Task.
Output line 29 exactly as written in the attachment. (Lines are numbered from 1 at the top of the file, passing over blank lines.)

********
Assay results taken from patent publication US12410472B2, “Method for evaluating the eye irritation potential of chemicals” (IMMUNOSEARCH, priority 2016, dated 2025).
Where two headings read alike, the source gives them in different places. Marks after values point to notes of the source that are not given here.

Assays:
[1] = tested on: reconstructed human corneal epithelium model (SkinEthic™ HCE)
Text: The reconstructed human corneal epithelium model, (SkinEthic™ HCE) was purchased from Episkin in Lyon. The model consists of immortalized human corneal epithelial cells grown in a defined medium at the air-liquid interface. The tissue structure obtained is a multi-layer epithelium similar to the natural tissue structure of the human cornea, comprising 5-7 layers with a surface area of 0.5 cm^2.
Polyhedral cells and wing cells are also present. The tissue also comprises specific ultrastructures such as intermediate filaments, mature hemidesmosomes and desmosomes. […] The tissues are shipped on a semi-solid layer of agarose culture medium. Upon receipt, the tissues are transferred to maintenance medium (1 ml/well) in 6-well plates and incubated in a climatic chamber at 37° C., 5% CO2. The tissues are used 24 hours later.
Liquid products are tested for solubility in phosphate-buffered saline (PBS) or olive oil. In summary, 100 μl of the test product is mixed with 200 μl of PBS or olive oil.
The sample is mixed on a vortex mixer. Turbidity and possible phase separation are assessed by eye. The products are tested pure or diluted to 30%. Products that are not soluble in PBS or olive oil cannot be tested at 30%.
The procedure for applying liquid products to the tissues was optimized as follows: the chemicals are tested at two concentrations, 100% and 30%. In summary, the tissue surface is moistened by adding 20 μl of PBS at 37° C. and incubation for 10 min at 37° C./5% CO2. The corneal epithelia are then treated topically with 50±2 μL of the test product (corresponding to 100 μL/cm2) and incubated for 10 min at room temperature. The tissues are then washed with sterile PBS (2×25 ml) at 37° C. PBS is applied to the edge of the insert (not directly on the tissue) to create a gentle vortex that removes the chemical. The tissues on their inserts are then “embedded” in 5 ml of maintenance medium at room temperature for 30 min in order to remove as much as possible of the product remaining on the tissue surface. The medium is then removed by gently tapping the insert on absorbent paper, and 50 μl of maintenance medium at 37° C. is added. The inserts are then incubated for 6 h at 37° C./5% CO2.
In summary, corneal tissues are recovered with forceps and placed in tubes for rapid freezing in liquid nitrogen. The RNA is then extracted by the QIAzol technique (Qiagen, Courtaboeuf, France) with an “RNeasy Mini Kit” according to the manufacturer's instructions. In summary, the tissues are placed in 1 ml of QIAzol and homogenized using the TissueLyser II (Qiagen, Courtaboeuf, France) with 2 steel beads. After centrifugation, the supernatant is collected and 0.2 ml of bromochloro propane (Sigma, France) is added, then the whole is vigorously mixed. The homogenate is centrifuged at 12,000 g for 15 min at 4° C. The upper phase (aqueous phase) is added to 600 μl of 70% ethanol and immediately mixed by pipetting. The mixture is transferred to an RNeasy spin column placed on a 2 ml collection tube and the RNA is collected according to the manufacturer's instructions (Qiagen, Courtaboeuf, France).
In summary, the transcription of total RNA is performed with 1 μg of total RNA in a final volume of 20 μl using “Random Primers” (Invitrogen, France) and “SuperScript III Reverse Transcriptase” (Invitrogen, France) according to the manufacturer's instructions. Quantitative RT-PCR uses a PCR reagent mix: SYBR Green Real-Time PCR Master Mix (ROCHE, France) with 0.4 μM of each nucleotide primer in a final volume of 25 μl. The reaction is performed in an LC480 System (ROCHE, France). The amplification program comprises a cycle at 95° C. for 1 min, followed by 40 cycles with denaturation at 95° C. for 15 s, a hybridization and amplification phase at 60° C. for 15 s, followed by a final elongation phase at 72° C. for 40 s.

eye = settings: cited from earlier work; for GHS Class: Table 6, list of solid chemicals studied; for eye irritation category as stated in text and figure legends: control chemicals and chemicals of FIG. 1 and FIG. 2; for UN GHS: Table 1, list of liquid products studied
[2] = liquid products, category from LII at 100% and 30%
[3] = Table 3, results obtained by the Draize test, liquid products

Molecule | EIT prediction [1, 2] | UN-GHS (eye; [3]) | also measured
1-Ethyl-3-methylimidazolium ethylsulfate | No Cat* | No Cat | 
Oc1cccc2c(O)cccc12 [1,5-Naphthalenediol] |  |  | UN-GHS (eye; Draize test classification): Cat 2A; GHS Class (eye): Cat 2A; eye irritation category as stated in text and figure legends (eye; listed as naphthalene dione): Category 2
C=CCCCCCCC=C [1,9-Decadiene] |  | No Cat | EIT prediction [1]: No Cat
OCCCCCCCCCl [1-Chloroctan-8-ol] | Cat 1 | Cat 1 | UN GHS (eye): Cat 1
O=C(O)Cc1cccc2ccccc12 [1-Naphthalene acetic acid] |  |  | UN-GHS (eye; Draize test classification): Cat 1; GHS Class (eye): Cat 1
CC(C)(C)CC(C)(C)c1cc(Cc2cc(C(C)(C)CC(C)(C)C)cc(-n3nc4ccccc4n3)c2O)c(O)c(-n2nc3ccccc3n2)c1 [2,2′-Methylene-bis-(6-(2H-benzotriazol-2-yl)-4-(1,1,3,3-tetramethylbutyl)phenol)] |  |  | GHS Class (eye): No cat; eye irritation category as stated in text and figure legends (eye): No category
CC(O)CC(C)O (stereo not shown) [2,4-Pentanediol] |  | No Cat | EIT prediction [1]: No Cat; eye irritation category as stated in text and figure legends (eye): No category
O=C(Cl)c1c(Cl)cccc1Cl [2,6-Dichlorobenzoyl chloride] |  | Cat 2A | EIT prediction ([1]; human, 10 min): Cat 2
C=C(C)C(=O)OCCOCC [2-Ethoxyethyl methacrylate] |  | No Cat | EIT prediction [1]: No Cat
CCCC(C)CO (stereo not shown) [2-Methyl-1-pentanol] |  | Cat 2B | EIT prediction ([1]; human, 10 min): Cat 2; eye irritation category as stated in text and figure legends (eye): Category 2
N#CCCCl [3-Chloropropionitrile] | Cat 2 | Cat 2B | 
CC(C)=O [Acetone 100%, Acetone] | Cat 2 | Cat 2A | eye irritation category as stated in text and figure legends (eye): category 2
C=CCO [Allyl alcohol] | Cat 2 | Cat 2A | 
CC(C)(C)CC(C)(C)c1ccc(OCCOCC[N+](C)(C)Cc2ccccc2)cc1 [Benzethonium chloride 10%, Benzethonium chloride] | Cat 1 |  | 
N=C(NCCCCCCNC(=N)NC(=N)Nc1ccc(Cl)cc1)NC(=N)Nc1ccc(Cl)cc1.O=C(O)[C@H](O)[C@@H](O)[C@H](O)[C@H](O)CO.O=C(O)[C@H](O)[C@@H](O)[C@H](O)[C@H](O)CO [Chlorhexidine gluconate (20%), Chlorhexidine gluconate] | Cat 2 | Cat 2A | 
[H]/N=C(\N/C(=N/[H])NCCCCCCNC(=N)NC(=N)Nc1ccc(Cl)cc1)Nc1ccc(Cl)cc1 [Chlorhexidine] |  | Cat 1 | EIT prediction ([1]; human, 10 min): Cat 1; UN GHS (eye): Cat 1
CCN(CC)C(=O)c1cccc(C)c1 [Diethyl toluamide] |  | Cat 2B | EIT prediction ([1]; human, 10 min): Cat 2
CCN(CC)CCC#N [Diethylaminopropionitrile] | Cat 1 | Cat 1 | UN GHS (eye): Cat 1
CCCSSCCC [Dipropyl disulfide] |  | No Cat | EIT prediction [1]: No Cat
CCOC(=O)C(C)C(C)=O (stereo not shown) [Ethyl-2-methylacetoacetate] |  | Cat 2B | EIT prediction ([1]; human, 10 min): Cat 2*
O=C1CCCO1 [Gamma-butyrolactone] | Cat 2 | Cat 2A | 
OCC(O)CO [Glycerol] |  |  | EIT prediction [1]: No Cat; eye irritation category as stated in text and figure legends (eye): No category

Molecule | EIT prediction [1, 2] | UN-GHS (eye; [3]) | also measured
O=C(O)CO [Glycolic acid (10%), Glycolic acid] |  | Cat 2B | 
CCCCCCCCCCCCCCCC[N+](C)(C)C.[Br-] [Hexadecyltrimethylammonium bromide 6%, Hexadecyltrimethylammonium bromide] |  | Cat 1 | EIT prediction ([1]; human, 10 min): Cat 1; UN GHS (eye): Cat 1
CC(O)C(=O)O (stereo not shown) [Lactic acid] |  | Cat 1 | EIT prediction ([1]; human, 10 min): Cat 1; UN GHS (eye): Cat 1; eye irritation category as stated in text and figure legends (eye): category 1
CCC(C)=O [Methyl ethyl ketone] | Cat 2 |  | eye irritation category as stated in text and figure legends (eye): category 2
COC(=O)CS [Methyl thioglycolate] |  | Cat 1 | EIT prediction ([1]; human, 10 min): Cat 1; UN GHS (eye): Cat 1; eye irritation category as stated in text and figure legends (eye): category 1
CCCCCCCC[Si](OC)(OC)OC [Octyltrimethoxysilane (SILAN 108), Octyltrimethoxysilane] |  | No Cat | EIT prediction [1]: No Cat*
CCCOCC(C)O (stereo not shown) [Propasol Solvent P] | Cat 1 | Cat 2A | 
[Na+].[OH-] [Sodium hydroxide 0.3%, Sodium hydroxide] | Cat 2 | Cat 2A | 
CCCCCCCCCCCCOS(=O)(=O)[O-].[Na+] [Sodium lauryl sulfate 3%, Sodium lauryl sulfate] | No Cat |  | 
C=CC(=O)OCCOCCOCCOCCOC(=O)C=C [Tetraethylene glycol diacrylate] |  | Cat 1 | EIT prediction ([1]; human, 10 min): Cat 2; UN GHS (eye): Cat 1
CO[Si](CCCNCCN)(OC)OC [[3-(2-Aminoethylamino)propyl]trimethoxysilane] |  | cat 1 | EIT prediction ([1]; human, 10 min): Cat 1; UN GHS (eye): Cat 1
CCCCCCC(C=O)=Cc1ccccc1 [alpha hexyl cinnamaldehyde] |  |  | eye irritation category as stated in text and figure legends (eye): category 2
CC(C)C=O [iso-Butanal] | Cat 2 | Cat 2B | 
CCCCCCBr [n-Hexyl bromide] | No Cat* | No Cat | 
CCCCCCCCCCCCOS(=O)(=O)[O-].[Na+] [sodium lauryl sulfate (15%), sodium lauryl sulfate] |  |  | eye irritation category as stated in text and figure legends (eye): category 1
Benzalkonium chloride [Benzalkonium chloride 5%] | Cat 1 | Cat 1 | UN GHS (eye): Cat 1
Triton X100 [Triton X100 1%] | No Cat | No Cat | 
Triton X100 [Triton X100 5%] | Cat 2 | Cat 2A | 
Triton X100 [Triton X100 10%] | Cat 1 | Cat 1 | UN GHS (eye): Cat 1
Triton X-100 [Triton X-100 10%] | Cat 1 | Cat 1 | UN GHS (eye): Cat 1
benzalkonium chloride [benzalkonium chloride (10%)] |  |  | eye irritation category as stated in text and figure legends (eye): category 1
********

CC(C)(C)CC(C)(C)c1ccc(OCCOCC[N+](C)(C)Cc2ccccc2)cc1 [Benzethonium chloride 10%, Benzethonium chloride] | Cat 1 |  | 